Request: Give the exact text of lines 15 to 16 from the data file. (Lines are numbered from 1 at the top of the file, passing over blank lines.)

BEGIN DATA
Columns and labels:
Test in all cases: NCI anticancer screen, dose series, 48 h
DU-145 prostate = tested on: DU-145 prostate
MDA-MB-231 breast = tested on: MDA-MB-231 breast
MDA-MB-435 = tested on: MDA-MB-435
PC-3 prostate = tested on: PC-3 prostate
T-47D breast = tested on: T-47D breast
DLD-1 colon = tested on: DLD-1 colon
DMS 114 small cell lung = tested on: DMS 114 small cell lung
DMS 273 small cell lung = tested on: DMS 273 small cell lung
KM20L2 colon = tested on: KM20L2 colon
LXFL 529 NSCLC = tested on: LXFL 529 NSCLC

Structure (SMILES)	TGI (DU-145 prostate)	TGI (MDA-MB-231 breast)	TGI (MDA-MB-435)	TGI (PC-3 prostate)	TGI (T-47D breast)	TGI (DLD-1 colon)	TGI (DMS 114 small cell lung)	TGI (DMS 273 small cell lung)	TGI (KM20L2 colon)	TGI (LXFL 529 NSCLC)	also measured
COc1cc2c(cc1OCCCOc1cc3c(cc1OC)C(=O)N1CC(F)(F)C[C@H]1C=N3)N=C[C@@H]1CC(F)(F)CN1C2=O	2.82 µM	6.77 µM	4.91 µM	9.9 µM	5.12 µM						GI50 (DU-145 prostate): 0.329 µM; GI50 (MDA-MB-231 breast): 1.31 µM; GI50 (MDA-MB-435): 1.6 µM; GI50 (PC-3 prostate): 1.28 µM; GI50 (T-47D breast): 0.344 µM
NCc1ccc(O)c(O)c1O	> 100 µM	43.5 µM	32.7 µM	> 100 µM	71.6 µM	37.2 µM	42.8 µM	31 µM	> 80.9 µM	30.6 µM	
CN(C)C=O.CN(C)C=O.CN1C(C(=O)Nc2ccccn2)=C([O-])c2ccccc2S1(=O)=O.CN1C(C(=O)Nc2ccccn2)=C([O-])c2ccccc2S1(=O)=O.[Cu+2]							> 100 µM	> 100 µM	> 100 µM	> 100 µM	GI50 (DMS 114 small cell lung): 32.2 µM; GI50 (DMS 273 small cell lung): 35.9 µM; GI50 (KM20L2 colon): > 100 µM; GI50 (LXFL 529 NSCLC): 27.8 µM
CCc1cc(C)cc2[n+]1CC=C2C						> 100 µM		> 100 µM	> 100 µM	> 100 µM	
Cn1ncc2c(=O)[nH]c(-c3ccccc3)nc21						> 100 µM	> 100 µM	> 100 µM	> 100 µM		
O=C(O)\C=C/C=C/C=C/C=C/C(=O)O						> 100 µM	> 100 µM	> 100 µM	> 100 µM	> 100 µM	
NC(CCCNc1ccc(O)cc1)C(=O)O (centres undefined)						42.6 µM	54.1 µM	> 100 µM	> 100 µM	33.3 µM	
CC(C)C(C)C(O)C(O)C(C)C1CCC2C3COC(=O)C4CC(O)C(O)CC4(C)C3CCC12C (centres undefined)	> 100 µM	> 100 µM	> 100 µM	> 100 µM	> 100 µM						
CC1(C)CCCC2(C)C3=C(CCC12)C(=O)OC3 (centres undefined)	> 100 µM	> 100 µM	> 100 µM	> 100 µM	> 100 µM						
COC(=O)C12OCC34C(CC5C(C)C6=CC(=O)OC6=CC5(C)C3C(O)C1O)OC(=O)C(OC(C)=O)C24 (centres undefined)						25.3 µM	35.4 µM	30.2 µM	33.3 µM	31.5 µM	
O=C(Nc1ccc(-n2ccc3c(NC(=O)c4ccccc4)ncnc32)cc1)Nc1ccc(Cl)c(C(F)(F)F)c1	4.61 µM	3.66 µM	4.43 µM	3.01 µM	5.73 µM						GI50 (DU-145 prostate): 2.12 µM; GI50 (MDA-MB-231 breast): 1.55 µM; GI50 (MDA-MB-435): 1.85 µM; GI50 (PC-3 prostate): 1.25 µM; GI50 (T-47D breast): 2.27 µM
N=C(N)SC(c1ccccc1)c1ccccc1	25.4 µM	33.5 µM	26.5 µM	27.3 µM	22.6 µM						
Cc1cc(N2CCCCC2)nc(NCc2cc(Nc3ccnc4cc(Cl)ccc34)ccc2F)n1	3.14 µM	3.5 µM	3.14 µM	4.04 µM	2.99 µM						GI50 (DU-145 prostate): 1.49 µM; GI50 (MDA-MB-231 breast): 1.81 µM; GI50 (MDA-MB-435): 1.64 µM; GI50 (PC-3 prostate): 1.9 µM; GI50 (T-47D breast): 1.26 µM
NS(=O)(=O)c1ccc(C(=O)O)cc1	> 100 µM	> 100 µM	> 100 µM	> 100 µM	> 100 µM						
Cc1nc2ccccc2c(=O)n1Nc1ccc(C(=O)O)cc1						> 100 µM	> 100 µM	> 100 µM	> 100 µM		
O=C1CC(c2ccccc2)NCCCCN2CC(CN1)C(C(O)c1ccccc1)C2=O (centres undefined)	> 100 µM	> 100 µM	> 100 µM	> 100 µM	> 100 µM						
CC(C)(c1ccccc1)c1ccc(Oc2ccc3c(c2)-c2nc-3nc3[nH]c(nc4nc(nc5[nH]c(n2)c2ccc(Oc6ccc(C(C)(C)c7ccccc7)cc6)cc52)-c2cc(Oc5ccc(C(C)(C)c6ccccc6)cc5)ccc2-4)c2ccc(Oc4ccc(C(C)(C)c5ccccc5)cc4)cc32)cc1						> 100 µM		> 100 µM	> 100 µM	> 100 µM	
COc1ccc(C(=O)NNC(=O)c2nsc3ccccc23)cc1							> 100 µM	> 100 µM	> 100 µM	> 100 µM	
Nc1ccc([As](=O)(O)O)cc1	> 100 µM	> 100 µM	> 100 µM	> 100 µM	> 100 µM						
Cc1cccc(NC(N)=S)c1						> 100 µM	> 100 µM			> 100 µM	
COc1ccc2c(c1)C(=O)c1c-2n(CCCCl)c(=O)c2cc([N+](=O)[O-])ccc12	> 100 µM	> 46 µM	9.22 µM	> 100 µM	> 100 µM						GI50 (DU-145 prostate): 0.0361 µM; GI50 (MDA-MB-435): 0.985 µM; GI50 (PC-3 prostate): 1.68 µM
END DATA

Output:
NCc1ccc(O)c(O)c1O	> 100 µM	43.5 µM	32.7 µM	> 100 µM	71.6 µM	37.2 µM	42.8 µM	31 µM	> 80.9 µM	30.6 µM	
CN(C)C=O.CN(C)C=O.CN1C(C(=O)Nc2ccccn2)=C([O-])c2ccccc2S1(=O)=O.CN1C(C(=O)Nc2ccccn2)=C([O-])c2ccccc2S1(=O)=O.[Cu+2]							> 100 µM	> 100 µM	> 100 µM	> 100 µM	GI50 (DMS 114 small cell lung): 32.2 µM; GI50 (DMS 273 small cell lung): 35.9 µM; GI50 (KM20L2 colon): > 100 µM; GI50 (LXFL 529 NSCLC): 27.8 µM